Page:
Adobe has released its new version of the Flex Builder, now renamed Flash Builder 4. This version is radically different from previous versions of Flex, introducing the new Spark architecture and theme support. While I’m pleased Adobe has finally added support for Eclipse 3.5, I’m disappointed with some of the new architecture changes that make doing simple things, such as skinning a button, now quite cumbersome.

1. Spark and Halo: Duplicate Code will be Flex’s downfall

The Spark framework introduces a new set of UI components that sit on top of mx, and in many cases, duplicate the logic. For example, you can now define an old Halo button <mx:button/> alongside a new Spark button <s:button/>, both within the same component. I predict this duplication of code will lead to confusing and muddled codebases. Some developers will use all Spark components, some will use all Halo components, and some will use an inconsistent mix of the two.

The idea of two different components with the same name existing within the same application worries me greatly. It would be like Sun releasing a new version of the String class in Java 8, and rather than updating the old String class you now had 2 distinct classes to choose from, both called String, with the package name determining which you use. Sometimes reinventing the wheel is a sign the developers were too lazy to merge their changes into the existing wheel.

2. Broken Migration Paths

When I attempted to migrate some of my Flex 3 applications into Flash Builder 4, I received a number of compiler errors. The first thing I needed to do was right click on the project and change the Theme to Halo (Flex 3-based theme), since it defaults to Spark. This fixed many, but not all, of the compiler issues. After fixing the remaining compiler issues by hand, I ran the application only to discover none of my buttons had text on them! I enabled “Use Flash Text Engine in MX components” which fixed some, but not all, of the button text, but there were still dozens, possibly hundreds, of UI issues that caused the application to look awful. Realizing migrating the entire application into a native Flex 4 application would take endless amount of hours, I reviewed the compiler options again and checked the “Use Flex 3 compatibility mode” option, which, again, fixed some, but not all, of all the issues. Even with Flex 3 compatibility mode enabled, the compiler still handled the following components differently than it had in Flex 3: drag/drop pop-up images, recognizing css text-align property on certain components, and adding padding on some components. With the compatibility mode enabled, the number of issues was drastically reduced to a few dozen issues, but this was at the cost of limiting the new features available in Flex 4.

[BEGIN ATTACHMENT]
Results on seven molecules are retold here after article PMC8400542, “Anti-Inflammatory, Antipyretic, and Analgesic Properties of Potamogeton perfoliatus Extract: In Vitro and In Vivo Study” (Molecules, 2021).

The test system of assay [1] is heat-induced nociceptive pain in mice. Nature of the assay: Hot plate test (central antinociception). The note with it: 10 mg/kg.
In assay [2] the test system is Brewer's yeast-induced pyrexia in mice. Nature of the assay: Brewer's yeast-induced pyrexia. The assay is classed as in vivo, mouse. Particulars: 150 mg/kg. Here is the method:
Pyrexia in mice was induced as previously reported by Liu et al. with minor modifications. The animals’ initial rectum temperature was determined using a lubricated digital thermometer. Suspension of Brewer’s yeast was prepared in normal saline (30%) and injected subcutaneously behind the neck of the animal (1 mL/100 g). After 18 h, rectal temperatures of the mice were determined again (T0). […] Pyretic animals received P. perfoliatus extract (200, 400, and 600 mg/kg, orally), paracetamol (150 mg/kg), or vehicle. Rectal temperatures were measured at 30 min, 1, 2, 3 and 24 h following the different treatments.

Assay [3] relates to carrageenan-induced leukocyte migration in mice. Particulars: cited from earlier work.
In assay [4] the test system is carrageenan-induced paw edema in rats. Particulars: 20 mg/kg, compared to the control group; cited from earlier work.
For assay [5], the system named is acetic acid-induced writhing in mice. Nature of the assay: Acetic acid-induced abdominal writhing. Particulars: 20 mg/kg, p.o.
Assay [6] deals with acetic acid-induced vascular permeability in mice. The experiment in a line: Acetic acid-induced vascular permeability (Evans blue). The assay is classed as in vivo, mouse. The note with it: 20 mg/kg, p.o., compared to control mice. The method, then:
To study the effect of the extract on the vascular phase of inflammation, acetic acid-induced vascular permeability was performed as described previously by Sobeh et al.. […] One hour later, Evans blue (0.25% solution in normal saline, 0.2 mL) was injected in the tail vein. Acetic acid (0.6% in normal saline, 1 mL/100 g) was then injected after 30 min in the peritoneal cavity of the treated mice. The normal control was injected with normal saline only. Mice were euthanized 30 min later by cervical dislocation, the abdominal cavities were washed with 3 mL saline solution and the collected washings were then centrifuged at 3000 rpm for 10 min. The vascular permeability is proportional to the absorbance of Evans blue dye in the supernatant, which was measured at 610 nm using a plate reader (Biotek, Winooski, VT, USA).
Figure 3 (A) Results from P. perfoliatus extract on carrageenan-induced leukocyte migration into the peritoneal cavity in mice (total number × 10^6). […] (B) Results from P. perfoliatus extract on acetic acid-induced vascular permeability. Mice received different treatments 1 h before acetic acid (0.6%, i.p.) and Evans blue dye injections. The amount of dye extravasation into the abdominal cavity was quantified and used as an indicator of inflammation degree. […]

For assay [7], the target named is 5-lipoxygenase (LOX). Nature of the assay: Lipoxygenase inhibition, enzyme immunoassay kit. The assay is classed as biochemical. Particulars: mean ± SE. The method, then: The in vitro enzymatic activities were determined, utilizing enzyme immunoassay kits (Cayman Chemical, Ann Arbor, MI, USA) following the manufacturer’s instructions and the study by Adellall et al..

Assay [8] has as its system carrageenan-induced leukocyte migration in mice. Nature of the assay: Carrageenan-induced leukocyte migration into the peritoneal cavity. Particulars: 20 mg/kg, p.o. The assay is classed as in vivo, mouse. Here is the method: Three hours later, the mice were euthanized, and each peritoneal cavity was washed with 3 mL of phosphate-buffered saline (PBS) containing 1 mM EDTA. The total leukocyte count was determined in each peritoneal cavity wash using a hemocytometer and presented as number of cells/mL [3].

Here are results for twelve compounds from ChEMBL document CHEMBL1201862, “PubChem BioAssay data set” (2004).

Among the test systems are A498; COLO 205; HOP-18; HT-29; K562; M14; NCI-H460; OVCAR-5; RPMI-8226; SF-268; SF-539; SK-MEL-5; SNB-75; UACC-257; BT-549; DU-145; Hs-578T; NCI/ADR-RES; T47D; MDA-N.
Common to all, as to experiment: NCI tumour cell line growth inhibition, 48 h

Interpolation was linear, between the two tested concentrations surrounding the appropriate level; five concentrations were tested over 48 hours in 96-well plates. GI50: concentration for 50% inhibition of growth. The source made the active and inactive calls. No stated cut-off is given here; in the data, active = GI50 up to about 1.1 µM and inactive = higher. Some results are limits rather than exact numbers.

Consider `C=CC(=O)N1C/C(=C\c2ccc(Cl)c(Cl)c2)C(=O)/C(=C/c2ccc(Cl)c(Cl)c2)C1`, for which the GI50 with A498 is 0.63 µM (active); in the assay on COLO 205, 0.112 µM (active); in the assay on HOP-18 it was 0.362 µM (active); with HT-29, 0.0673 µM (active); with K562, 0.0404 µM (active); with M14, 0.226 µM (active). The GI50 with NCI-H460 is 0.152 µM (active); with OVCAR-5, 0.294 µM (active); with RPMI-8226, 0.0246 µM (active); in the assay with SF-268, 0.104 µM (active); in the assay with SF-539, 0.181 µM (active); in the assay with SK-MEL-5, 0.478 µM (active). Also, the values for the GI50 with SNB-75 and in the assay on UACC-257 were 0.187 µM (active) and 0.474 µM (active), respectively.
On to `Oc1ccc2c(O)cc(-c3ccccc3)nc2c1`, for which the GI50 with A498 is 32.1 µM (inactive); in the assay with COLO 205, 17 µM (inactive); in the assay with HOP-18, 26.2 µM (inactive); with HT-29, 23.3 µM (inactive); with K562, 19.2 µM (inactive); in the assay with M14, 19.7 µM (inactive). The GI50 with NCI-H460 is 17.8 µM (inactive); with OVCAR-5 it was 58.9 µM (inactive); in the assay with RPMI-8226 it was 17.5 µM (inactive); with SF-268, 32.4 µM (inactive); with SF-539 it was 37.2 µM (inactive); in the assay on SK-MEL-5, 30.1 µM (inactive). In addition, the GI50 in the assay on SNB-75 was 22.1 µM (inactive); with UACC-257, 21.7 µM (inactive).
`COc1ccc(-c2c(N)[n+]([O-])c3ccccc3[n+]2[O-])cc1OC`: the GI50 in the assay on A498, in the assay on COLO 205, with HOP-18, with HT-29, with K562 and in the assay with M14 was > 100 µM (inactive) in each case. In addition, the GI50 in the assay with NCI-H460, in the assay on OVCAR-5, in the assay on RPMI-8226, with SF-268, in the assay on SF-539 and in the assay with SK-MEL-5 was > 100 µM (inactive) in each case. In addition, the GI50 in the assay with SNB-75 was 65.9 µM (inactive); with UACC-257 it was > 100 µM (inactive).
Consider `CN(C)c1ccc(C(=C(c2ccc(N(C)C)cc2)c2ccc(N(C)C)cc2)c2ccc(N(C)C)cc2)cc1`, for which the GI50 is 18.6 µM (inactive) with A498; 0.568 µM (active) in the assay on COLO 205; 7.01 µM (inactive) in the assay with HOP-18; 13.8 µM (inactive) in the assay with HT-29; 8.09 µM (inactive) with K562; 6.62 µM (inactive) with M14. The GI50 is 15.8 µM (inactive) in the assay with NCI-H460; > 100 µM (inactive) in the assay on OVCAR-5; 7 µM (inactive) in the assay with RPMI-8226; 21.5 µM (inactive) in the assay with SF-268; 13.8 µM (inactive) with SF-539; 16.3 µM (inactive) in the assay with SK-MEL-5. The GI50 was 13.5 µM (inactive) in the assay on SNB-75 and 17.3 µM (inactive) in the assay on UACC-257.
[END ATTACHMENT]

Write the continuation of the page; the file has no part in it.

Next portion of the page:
3. Skinning a button: 5 lines of code now take 51 lines of code

Previously, skinning a button was just a matter of defining some images in a CSS file and telling the application to use this style. It was intuitive, quite similar to HTML/CSS so it was easy to pick up, and only took a few lines of code, such as the following:


Flex 4 now makes skinning extremely complicated. In order to accomplish the above example in Flex 4, you would need to define a custom skin class such as in the following example taken from here:

<?xml version="1.0" encoding="utf-8"?>
<!-- -->
<s:SparkSkin name="ImageButtonSkin"
        minWidth="21" minHeight="21"
    <!-- states -->
        <s:State name="up" />
        <s:State name="over" />
        <s:State name="down" />
        <s:State name="disabled" />
    <!-- host component -->
    <fx:Script fb:purpose="styling">
            /* Define the skin elements that should not be colorized.
            For button, the graphics are colorized but the label is not. */
            static private const exclusions:Array = ["labelDisplay"];
            override public function get colorizeExclusions():Array {
                return exclusions;
            override protected function initializationComplete():void {
                useChromeColor = true;
    <s:BitmapImage source="@Embed('/assets/menu.png')"
            left="0" right="0" top="0" bottom="0" />
    <!-- layer 8: text -->
    <s:Label id="labelDisplay"
            horizontalCenter="0" verticalCenter="1"
            left="10" right="10" top="2" bottom="2" />

Talk about wasted space! I understand the power the new skin mechanism adds (you can now layer effects), but I personally don’t feel it’s worth it.

The future of Flex

Adobe has touted the power of Flash Builder 4, but as we have all seen in the past sometimes more powerful designs lead to failure. I think Adobe forgot the KISS principle, or perhaps they had one too many designers at the table instead of developers when they were creating the new architecture. While I liked the ease, power, and simple nature of Flex 3, I’m not convinced of the merits of Flash Builder 4 from a developer perspective. It seems like they made our job a lot more difficult and time consuming.

More articles to follow as I delve into the beast that is Flash Builder 4!